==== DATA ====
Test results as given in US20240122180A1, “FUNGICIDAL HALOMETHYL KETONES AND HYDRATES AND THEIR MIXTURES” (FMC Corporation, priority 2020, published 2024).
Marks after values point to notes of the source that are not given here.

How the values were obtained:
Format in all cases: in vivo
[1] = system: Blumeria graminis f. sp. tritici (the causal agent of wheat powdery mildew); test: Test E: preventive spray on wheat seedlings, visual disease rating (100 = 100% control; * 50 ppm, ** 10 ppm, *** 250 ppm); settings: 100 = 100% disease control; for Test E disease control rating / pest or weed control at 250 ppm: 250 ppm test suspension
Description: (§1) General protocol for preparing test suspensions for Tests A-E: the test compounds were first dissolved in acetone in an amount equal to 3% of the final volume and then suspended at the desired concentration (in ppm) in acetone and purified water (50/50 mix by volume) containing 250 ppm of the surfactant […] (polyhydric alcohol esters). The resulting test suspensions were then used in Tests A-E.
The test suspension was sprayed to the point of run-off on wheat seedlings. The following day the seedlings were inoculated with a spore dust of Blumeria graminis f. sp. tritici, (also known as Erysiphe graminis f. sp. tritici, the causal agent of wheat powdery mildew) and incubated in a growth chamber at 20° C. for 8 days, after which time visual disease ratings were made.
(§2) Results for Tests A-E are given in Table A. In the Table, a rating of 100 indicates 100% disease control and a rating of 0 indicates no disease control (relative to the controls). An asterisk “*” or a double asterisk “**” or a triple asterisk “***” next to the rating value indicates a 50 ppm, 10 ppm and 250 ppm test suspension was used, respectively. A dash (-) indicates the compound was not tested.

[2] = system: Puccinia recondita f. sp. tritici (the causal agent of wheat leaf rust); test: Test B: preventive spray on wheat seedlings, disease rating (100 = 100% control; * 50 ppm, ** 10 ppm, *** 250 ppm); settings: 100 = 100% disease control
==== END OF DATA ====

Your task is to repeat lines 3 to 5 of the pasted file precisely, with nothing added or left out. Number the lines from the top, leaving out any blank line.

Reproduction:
How the values were obtained:
Format in all cases: in vivo
[1] = system: Blumeria graminis f. sp. tritici (the causal agent of wheat powdery mildew); test: Test E: preventive spray on wheat seedlings, visual disease rating (100 = 100% control; * 50 ppm, ** 10 ppm, *** 250 ppm); settings: 100 = 100% disease control; for Test E disease control rating / pest or weed control at 250 ppm: 250 ppm test suspension